By Larry Dawalt, Senior Director of Spiritual & Grief Care Services
‘Can you tell me about grief’ is a question I hear often, especially since I have been a grief counselor for a very long time. It is a sincere question, asked at times out of exasperation because people generally want to know, and are desperate for relief from the suffering they are experiencing.
Without getting into the basics of grief theory, my first answer would be that grief is about relationship and that makes grief as individual as the relationship that brought it about. I recently read an article by Emily R. Long that describes it well:
“Every relationship between any two people is completely unique and individual. That also means that every experience of loss and grief is also completely unique and individual. Everyone grieves in their own unique way. There is no right or wrong way to grieve, no set timeline, and no clear-cut path to walk on one’s journey with grief.”
So, what does that mean in terms of day-to-day functioning? It means that while there are certainly some observable commonalities in grief such as initial shock and numbness, sadness and sorrow, anger, loneliness, and maybe even a situational depression, there are also feelings of relief, gratitude, and even celebration and joy for a life well lived that people also express.. To say ‘my grief is not like theirs’ is not only true, but also logical because the relationship was different, and the survivors are unique individuals who grieve in unique ways. What we want is for it to be easily explainable, with simple instructions and a workable action plan so we can feel better and get on with our lives.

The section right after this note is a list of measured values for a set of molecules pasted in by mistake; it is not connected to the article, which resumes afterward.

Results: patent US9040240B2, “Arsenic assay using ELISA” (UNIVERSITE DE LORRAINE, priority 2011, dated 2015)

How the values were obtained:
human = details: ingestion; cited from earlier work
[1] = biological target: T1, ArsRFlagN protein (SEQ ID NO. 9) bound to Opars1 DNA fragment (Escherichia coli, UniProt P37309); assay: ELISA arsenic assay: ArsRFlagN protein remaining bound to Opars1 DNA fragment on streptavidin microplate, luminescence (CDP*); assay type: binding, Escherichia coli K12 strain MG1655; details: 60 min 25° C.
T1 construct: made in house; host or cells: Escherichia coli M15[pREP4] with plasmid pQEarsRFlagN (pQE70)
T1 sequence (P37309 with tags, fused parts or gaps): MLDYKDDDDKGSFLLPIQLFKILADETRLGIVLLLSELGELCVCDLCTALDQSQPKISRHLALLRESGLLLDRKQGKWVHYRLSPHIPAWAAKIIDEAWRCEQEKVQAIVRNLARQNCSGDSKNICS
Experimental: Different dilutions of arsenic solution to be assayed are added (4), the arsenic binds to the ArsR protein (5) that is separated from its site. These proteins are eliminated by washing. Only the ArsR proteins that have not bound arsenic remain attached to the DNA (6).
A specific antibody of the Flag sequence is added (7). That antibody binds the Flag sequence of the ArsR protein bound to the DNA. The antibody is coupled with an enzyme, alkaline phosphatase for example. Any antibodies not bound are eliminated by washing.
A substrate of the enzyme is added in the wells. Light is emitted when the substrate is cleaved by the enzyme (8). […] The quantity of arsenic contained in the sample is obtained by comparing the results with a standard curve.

Unfortunately, it doesn’t work that way.
I attended a memorial service in September for a young man who died tragically in a vehicular accident. His mother and girlfriend both gave eulogies and five of his friends went to the microphone to share remembrances as well. Some could barely talk at times while others were able to deliver their words with strength. But you never know exactly what is going on because all we could see and hear was the exterior- on the surface.
That brings me to my other answer to the question, and the reason I keep a little duck figurine in my office. Grief is like a duck swimming across the water. The duck may look majestic, serene and in control, but you have no idea how hard it is paddling underneath.
I occasionally run across the quote that basically says, ‘treat everyone with kindness, because you have no idea what they are going through. Those words are especially true as to how we should treat those who are grieving. We just don’t know the whole story because grief is as individual as the relationship that brought it about. So, we extend kindness, listen to the stories, and never forget that we have no idea how hard they are paddling underneath.